About this course

The videos included in this course are recordings of a live class. The instructor is not available for questions or feedback at this time.

Folkloric expression is rich and varied in cultures around the world, both traditional and modern. Authors of fantastic fiction often draw on folkloric traditions to enrich their worldbuilding, but this needs to be approached carefully. 

In this class, we will explore some concepts from folkloristics, or the study of folklore, to examine the traditional structuring of narratives. We will examine what makes something folklore, and how our own storytelling may benefit from folkloric approaches. We will then take a look at concepts from Axel Olrik’s Epic Laws, Propp’s Morphology of the Fairytale, the ATU Tale Type Index, the Motif-Index, and the composition of epic poetry to examine how some of the structures and techniques of traditional narratives can be used for plotting and structuring scenes. We will also take a look at how folk life may appear in our stories, and how we can move beyond verbal genres in our worldbuilding to construct fantastic worlds rich in folk traditions, which may include material culture, dances, rituals, and foodways. Last but not least, this workshop encourages careful engagement with folkloric traditions, and examines how the legacies of imperialism, colonialism, Eurocentrism, racism, and sexism in academia and beyond continue to affect how folkloric material is used and received in literature. 

The workshop will have a special emphasis on Ukrainian folklore (although it will not be limited to just Ukrainian folklore).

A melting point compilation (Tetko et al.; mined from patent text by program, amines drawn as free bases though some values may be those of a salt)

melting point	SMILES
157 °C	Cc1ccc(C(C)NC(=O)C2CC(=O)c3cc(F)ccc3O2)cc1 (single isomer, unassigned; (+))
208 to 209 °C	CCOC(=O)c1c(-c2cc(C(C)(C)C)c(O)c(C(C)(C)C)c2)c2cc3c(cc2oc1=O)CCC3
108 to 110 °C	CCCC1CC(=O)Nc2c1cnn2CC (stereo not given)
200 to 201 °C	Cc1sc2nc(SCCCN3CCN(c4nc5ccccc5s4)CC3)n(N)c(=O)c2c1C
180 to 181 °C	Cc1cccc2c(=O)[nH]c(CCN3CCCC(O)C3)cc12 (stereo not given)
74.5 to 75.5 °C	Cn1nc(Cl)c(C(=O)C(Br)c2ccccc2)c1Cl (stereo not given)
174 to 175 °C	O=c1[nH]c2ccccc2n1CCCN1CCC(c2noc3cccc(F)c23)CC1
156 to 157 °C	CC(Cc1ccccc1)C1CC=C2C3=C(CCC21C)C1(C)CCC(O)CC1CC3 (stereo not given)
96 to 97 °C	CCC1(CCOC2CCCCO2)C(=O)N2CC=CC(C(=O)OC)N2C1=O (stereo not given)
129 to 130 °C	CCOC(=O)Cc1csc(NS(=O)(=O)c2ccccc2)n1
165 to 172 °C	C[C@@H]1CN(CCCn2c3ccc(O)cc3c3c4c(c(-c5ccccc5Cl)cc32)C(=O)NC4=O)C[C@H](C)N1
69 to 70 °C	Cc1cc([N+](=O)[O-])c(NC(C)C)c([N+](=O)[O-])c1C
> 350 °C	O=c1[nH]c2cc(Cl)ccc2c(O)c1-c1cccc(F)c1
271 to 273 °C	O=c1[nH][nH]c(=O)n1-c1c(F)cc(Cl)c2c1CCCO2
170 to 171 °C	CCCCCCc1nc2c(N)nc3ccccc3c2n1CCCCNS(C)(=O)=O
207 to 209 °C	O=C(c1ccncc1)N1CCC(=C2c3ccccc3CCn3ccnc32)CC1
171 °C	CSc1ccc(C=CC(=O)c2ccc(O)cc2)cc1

Topics Covered

  • What is folklore, and how to recognize that something is folklore?
  • What can we learn from folkloristics theories about structuring of folk narratives, and how can we use these approaches to help us construct scenes and plots?
  • How can we use the concepts we learned to imagine rich secondary worlds full of folk traditions such as rituals, beliefs, and material culture?
  • Finally, throughout the workshop we will examine how major folkloristics theories (and folklore in popular imagination!) have been affected by such major issues as imperialism, nationalism, racism, sexism, and more. We will do exercises to apply what we learned to worldbuilding. We will discuss how we can engage with folklore carefully.

Student Takeaways

  • Traditional items of folklore such as fairy tales, epic songs, and folk dances, among others, have a specific structure which helps their transmission from person to person (via storytelling or observing others in practice). To help with both learning and composition, folk items often have "building blocks". These building blocks, and the theories developed to identify and describe these building blocks, are very useful to a fiction writer. However, harmful legacies of colonialism, racism, and sexism color our engagement with folklore in modernity, and we must be informed and careful about how we approach this material.

Duration of Class

120 minutes

About RB Lemberg

R. B. Lemberg (they/them) is a queer, bigender fantasist, poet, and professor. R. B.’s Birdverse novella, The Four Profound Weaves (Tachyon, 2020) was a finalist for the Nebula, Ignyte, Locus, and World Fantasy awards, as well as an Otherwise Award honoree; they are also a Le Guin Feminist Fellow. R. B.’s first Birdverse novel THE UNBALANCING will be published by Tachyon in September 2022. Originally from L’viv, Ukraine, R.B. now lives in Lawrence, Kansas with their spouse and fellow author Bogi Takács, their child Mati, and an accumulation of books and fountain pens. You can find R.B. on Twitter at @rb_lemberg, on Patreon at http://patreon.com/rblemberg, and at their websites rblemberg.net and birdverse.net

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